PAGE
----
Encyclopedia of Geropsychology

2017 Edition
| Editors: Nancy A. Pachana

Decision-Making Capacity in Older Adults, Overview of

  • J. Kaci FairchildEmail author
  • Melissa A. Yanovitch
  • Caitlin S. Moore
Reference work entry
DOI: https://doi.org/10.1007/978-981-287-082-7_355

Synonyms

Assessment; Competency; Decision-making

Definition

The necessary cognitive and functional abilities required to perform a specific task or make a specific decision.

Introduction

The term capacity refers to a person’s ability to perform a specific task or make a specific decision. Determinations of capacity have historically been made by clinicians in clinical settings. This is in contrast to the legal term competency, which is a determination made by the court. At times these terms have been used interchangeably; however, for the purposes of this section, we henceforth use the terms “clinical capacity” and “legal capacity.”

Psychologists are increasingly called upon to make determinations of capacity. The reasons for this are multifactorial. It is widely cited that the number of older adults worldwide has grown exponentially. And while not all older adults develop dementia, they may experience physical and mental changes as they age that place them at risk for impaired...

This is a preview of subscription content, log in to check access.

References

  1. American Bar Association and American Psychological Association Assessment of Capacity in Older Adults Project Working Group. (2008). Assessments of older adults with diminished capacity: A handbook for psychologists. Washington, DC: American Bar Association and American Psychological Association.Google Scholar
  2. Bailar-Heath, M., & Moye, J. (2014). International perspectives on capacity assessment. In N. A. Pachana & K. Laidlaw (Eds.), The Oxford handbook of clinical geropsychology (pp. 248–266). London: Oxford University Press.Google Scholar
  3. Beauchamp, T. L. (2007). The ‘four principles’ approach to health care ethics. In R. E. Ashcroft, A. Dawson, H. Draper, & J. R. McMillan (Eds.), Principles of health care ethics (2nd ed., pp. 3–10). Chichester: Wiley.Google Scholar
  4. Beauchamp, T., & Childress, J. (2011). Principles of biomedical ethics (5th ed.). Oxford: Oxford University Press.Google Scholar
  5. Buchanan, A. E., & Brock, D. W. (1989). Deciding for others: The ethics of surrogate decision-making. Cambridge: Cambridge University Press.Google Scholar
  6. Doron, I. (2002). Elder guardianship kaleidoscope-A comparative perspective. International Journal of Law, Policy and the Family, 16, 368–398.CrossRefGoogle Scholar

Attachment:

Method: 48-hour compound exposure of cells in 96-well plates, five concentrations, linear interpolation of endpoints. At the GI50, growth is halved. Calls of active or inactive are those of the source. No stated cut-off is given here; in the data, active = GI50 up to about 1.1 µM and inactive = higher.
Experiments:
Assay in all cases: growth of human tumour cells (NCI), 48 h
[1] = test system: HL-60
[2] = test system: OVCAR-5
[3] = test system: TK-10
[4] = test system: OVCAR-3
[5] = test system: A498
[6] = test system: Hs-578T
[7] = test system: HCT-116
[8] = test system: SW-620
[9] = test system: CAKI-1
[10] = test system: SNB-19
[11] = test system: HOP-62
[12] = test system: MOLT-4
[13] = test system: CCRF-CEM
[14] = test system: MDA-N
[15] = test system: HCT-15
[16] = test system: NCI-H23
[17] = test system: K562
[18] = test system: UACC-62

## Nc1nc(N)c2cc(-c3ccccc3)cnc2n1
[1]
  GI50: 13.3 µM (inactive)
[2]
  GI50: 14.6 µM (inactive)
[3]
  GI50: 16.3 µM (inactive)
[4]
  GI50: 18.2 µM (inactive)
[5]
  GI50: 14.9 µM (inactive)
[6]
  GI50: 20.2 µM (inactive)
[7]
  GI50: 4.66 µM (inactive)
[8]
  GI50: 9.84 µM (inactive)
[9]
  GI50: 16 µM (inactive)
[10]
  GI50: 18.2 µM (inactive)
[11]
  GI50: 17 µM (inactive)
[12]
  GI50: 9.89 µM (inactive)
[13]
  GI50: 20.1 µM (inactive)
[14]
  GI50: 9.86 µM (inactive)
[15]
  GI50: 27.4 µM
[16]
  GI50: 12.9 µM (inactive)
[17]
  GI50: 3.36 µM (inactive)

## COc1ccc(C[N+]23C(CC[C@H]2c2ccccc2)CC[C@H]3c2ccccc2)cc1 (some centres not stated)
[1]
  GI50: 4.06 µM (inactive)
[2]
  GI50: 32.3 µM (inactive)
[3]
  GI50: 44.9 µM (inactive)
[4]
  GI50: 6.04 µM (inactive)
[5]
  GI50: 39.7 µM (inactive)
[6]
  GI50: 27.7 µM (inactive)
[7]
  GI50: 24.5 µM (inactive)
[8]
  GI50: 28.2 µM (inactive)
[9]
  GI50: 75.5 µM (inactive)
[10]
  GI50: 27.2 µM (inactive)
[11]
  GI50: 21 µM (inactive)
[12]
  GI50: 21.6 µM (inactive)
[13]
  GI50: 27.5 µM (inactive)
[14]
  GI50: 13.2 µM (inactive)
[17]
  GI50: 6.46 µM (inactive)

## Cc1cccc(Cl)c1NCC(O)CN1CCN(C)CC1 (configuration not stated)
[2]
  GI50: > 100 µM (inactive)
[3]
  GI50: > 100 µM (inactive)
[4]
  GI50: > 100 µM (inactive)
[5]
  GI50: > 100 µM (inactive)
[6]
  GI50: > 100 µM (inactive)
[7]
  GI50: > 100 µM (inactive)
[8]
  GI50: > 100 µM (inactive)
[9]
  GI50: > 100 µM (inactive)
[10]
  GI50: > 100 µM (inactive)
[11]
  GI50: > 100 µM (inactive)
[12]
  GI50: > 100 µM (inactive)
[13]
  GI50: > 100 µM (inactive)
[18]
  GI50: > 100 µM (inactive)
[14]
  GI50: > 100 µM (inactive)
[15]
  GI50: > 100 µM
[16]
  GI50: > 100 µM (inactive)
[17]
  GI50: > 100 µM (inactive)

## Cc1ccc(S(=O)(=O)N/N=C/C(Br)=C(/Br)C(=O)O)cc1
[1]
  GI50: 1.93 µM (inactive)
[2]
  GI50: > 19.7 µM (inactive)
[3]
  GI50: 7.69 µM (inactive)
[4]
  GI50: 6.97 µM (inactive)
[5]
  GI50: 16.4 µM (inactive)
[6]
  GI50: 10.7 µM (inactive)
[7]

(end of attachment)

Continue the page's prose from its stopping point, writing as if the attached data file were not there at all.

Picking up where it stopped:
7. Grisso, T. (1986). Evaluating competencies. New York: Plenum.CrossRefGoogle Scholar
  8. Grisso, T. (2003). Evaluating competencies: Forensic assessments and instruments (2nd ed.). New York: Kluwer.Google Scholar
  9. Grisso, T., & Appelbaum, P. A. (1998). The assessment of decision-making capacity: A guide for physicians and other health professionals. Oxford: Oxford University Press.Google Scholar
  10. Karel, M. (2007). Culture and medical decision-making. In S. H. Qualls & M. Smyer (Eds.), Changes in decision-making capacity in older adults. Assessment and intervention (pp. 145–176). Hoboken: Wiley.Google Scholar
  11. Lichtenberg, P. A., Qualls, S. H., & Smyer, M. A. (2015). Competency and decision-making capacity: Negotiating health and financial decision-making. In P. A. Lichtenberg & B. T. Mast (Eds.), APA handbook of clinical geropsychology: Vol. 2. Assessment, treatment, and issues in later life (pp. 553–578). Washington, DC: American Psychological Association.CrossRefGoogle Scholar
  12. Lyness, J. M., King, D. A., Cox, D., Yoediono, Z., & Caine, M. D. (2015). The importance of subsyndromal depression in older primary care patients: Prevalence and associated functional disability. Journal of American Geriatrics Society, 47(6), 647–652.CrossRefGoogle Scholar
  13. Moye, J. (2007). Clinical frameworks for capacity assessment. In S. H. Qualls & M. Smyer (Eds.), Changes in decision-making capacity in older adults. Assessment and intervention (pp. 177–190). Hoboken: Wiley.Google Scholar
  14. Moye, J., & Marson, D. C. (2007). Assessment of decision-making capacity in older adults: An emerging area of practice and research. The Journal of Gerontology: Psychological Sciences, 62(1), P3–P11.CrossRefGoogle Scholar
  15. Ruchinskas, R. (2005). Risk assessment as an integral aspect of capacity evaluations. Rehabilitation Psychology, 50, 197–200.CrossRefGoogle Scholar
  16. Searight, H. R., & Gafford, J. (2007). Cultural diversity at the end of life: Issues and guidelines for family physicians. American Family Physician, 71(3), 515–522.Google Scholar
  17. Smyer, M. (2007). Aging and decision-making capacity: An overview. In S. H. Qualls & M. Smyer (Eds.), Changes in decision-making capacity in older adults. Assessment and intervention (pp. 3–24). Hoboken: Wiley.Google Scholar
  18. U. S. Census Bureau. (2014). Profile of selected social characteristics. Retrieved February 22, 2016 from, http://factfinder.census.gov/faces/tableservices/jsf/pages/productview.xhtml?pid=ACS_14_5YR_DP02&src=ptGoogle Scholar

Copyright information

© Springer Science+Business Media Singapore (outside the USA) 2017

Authors and Affiliations

  • J. Kaci Fairchild
    • 1
    Email author
  • Melissa A. Yanovitch
    • 2
  • Caitlin S. Moore
    • 3
  1. 1.Sierra Pacific Mental Illness Research Education and Clinical Center, VA Palo Alto Health Care SystemStanford University School of MedicinePalo AltoUSA
  2. 2.PGSP-Stanford PsyD ConsortiumPalo AltoUSA
  3. 3.Ryan Dolby Brain Health CenterCalifornia Pacific Medical Center Neurosciences InstituteSan FranciscoUSA